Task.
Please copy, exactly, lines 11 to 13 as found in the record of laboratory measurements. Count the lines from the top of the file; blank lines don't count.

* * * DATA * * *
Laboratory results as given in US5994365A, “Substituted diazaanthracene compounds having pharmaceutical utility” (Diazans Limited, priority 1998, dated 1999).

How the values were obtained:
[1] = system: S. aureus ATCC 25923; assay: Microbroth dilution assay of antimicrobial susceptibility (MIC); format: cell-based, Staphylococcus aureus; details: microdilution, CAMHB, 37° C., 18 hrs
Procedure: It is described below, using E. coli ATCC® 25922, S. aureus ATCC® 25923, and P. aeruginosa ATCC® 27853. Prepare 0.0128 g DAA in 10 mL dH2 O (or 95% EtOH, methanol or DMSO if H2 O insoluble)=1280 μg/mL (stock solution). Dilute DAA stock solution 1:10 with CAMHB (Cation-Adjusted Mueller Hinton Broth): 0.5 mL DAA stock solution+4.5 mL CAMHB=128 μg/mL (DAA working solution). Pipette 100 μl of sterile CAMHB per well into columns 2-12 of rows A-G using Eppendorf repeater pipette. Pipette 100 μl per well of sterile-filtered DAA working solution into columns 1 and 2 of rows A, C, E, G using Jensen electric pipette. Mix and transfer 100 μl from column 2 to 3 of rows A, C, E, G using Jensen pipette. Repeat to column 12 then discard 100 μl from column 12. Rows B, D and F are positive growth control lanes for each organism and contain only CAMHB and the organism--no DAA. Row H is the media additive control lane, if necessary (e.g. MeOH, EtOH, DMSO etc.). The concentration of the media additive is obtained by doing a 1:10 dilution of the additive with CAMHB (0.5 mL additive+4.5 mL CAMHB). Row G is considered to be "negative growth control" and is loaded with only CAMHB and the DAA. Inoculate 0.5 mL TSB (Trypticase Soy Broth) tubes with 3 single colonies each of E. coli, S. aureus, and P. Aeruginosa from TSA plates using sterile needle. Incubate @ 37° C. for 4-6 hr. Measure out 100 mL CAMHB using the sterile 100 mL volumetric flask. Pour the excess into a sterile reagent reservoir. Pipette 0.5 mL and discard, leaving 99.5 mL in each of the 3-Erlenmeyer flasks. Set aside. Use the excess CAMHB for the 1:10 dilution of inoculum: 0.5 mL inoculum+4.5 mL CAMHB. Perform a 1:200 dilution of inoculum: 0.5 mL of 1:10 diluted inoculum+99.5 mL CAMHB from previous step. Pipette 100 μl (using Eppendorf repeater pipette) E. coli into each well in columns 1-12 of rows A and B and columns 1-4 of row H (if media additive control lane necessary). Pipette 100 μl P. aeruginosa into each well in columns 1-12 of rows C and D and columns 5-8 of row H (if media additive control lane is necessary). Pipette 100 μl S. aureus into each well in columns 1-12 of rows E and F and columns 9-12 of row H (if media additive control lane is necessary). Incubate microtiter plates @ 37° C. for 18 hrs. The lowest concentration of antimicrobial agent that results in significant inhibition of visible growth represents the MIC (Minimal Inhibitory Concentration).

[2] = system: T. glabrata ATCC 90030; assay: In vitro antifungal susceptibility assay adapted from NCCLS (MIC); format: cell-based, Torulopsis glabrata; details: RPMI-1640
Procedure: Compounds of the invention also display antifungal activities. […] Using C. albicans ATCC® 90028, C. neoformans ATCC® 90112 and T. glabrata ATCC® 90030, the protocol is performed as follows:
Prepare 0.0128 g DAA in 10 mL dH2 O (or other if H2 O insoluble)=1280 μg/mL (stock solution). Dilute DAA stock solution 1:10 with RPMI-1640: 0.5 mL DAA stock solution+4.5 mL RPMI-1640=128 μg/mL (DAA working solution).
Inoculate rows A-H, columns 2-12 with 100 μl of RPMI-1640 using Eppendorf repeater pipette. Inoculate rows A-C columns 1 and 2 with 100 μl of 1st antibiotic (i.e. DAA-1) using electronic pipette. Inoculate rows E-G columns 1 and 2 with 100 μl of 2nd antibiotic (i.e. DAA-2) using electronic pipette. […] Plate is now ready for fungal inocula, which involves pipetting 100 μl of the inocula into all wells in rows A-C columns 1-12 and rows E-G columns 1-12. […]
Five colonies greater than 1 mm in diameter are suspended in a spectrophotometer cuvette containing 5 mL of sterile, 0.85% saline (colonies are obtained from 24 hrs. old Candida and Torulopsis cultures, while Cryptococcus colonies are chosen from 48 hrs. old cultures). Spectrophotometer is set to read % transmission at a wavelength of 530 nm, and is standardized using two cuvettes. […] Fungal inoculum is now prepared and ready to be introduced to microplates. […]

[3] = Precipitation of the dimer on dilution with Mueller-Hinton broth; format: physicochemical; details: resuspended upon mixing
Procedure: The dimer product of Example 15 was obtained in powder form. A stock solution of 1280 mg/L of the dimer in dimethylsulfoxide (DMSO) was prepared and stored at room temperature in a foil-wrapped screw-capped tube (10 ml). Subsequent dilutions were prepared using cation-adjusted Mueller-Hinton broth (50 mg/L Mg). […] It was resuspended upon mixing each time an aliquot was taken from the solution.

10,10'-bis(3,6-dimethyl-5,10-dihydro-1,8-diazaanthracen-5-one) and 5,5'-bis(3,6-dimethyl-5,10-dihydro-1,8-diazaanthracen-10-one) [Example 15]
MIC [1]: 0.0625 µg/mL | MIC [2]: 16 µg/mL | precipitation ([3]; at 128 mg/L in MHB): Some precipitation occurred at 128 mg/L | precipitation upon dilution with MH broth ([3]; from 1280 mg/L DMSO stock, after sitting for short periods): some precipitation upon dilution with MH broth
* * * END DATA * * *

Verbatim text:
Procedure: The dimer product of Example 15 was obtained in powder form. A stock solution of 1280 mg/L of the dimer in dimethylsulfoxide (DMSO) was prepared and stored at room temperature in a foil-wrapped screw-capped tube (10 ml). Subsequent dilutions were prepared using cation-adjusted Mueller-Hinton broth (50 mg/L Mg). […] It was resuspended upon mixing each time an aliquot was taken from the solution.

10,10'-bis(3,6-dimethyl-5,10-dihydro-1,8-diazaanthracen-5-one) and 5,5'-bis(3,6-dimethyl-5,10-dihydro-1,8-diazaanthracen-10-one) [Example 15]
MIC [1]: 0.0625 µg/mL | MIC [2]: 16 µg/mL | precipitation ([3]; at 128 mg/L in MHB): Some precipitation occurred at 128 mg/L | precipitation upon dilution with MH broth ([3]; from 1280 mg/L DMSO stock, after sitting for short periods): some precipitation upon dilution with MH broth